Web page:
A reservoir characterization workflow for time-lapse study requires integrating seismic data vintages and well logs information into a single consistent model to delineate changes of reservoir parameters. The research work in this thesis is divided into four parts: 1) pre-stack inverse problems for time-lapse seismic surveys; 2) prediction of shear sonic logs for wells that are not available; 3) a processing flow for optimum seismic repeatability and imaging of the production related change; 4) interpretation of seismic inversions and seismic differences results from time-lapse seismic surveys.
In this thesis, we present three new time-lapse AVO inversion algorithms: 1) total inversion of the differences; 2) inversion of seismic differences only; 3) sequential reflectivity-constrained inversion. The proposed methods were implemented using synthetic data that simulate reservoir conditions at pre- and post-production of a heavy oil reservoir after depletion. The time-lapse AVO inversion schemes simultaneously invert the P-P & P-S seismic data of the baseline and monitor line surveys to estimate the change of elastic impedances and density model parameters. The proposed algorithms have proven their robustness in terms of computation time and stability in the presence of noise.
Predictions of shear-wave logs in wells that do not have dipole sonic are challenging, particularly in heavy oil reservoirs. The linear-regression, robust locally weighted scattering and smoothing (LOWESS), and several other approaches of iteratively re-weighted linear least-squares inversion (IRLS) techniques were implemented to estimate shear-wave sonic logs. The developed computer codes were applied using well logs from three different types of reservoirs (conventional oil, heavy oil, and tight shale oil) in WCSB. The proposed methods guard against outliers, and have shown improvements in predicting shear-wave sonic logs compared to empirical linear relationships.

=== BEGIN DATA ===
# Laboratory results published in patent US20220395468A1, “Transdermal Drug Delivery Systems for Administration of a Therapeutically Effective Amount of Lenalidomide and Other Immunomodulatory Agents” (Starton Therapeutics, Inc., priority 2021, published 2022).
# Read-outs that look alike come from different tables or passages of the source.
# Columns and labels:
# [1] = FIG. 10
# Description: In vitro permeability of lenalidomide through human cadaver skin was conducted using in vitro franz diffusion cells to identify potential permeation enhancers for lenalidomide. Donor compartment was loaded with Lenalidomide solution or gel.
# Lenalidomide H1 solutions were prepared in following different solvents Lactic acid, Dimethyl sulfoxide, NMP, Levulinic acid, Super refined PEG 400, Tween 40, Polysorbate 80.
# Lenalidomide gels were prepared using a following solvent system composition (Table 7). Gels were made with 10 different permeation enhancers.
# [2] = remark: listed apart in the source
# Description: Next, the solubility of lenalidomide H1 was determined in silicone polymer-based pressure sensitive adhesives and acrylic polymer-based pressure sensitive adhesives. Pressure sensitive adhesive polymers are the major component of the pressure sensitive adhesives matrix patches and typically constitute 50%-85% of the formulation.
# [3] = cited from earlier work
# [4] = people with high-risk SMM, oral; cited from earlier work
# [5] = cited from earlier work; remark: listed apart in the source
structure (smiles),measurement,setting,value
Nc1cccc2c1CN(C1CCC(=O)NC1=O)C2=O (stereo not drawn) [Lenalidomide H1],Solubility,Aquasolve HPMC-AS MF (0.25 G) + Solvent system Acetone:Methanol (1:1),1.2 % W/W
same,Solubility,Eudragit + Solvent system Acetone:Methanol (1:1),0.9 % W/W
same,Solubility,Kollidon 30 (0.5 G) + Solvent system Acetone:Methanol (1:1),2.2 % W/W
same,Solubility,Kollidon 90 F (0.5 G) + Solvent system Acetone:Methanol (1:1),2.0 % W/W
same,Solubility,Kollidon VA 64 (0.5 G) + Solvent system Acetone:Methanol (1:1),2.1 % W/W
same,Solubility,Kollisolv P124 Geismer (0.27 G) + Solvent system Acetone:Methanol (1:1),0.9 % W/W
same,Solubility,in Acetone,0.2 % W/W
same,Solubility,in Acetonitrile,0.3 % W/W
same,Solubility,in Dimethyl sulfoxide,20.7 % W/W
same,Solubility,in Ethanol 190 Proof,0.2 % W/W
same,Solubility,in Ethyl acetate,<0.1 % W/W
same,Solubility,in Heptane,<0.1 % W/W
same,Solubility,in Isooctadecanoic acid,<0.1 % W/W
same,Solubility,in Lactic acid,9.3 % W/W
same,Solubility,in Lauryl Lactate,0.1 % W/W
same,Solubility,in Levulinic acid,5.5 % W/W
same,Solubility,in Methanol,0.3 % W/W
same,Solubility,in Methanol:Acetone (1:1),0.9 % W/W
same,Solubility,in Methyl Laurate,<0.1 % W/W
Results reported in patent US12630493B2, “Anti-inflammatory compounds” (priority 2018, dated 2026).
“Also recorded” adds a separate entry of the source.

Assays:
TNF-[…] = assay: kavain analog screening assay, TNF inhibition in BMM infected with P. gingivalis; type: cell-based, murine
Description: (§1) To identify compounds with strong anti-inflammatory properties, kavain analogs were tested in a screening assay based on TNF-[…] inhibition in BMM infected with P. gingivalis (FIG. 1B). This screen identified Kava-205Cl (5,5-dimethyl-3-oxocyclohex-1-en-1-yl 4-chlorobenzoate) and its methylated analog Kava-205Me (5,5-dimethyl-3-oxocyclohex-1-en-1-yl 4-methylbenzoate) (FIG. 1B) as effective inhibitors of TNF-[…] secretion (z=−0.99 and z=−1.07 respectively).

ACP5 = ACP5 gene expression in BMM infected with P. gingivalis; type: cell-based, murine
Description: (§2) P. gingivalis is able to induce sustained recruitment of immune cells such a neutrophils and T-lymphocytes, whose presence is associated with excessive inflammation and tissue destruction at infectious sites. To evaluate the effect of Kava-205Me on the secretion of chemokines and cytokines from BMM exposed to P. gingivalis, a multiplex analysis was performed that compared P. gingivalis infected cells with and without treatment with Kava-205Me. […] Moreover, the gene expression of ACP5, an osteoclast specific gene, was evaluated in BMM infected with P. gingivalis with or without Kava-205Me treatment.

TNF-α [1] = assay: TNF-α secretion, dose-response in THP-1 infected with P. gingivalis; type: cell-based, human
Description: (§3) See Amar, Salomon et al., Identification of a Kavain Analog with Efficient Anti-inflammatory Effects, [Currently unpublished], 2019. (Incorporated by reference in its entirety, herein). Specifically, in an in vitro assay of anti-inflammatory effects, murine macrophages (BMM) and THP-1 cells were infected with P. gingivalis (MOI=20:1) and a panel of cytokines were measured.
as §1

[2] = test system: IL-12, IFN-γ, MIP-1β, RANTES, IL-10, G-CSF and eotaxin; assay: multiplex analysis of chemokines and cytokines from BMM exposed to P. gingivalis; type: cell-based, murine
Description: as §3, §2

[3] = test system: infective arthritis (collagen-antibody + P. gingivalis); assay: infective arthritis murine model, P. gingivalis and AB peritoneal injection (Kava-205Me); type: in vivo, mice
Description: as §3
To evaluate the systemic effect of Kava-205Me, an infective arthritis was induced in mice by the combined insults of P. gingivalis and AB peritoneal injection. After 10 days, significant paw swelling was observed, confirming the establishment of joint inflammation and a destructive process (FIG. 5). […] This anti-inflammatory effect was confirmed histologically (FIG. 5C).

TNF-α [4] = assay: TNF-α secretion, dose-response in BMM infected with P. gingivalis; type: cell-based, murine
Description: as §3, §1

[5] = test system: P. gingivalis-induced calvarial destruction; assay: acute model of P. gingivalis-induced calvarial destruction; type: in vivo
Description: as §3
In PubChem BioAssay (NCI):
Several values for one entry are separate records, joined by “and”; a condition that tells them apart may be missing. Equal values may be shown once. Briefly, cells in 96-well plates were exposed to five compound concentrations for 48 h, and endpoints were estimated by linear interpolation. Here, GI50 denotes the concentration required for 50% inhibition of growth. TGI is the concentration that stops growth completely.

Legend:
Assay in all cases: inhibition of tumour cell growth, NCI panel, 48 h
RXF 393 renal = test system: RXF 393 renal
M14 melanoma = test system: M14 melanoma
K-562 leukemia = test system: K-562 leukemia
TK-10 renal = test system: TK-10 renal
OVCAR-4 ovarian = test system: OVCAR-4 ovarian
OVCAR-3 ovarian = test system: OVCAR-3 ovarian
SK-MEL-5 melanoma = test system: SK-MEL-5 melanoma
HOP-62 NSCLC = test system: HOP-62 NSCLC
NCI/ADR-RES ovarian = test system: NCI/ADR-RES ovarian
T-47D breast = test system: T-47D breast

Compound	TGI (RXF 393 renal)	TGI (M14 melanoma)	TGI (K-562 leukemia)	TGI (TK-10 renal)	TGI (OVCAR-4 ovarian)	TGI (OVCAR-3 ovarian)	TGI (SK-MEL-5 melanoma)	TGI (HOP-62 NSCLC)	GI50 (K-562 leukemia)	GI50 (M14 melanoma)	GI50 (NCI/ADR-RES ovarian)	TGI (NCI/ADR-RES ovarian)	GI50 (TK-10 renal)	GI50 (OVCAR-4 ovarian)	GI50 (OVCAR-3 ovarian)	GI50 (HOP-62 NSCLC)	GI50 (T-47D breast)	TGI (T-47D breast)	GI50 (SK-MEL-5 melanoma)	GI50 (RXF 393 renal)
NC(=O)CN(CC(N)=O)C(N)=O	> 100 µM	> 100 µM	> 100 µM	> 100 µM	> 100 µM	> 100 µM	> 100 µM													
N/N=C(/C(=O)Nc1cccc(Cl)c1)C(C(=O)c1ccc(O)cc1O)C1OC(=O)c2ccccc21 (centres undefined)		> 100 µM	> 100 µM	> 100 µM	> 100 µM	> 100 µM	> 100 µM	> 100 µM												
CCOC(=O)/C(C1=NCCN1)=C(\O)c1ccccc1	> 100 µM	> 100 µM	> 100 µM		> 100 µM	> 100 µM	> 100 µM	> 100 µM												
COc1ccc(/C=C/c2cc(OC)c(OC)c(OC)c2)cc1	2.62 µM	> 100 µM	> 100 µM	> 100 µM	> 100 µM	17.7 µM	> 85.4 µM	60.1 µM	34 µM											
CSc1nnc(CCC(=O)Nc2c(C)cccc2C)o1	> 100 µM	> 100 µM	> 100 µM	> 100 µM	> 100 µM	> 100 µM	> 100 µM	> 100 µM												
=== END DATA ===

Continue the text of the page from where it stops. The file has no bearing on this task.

The time-lapse processing and imaging flow designed for seismic data vintages of Pikes-Peak oil field has overcome many difficulties related to differences in acquisition parameters and seismic noise. The proposed flow managed to track production related changes in the reservoir and clearly imaged induced amplitude changes at the Waseca reservoir channel.
The dimming zones observed in the stack section of the monitor line reveal that the steam pressures have caused fluid move through the top seal into the overlying formation. This finding also correlates with the cloud of amplitude change in colony formation shown in the amplitude differences of the time-lapse stack section. The impedances differences show that the interbedded silty sands provide a pathway for steam movements within the Waseca sand channel. The elastic attributes from the AVO inversion of time-lapse seismic surveys successfully map the hydrocarbon movement at the Waseca reservoir channel.
Conditioning of pre-stack seismic migrated gathers of the Pikes Peak time-lapse surveys remains a challenge and is not covered in this dissertation. Therefore the implementation of proposed time-lapse inversion schemes is left as future research work.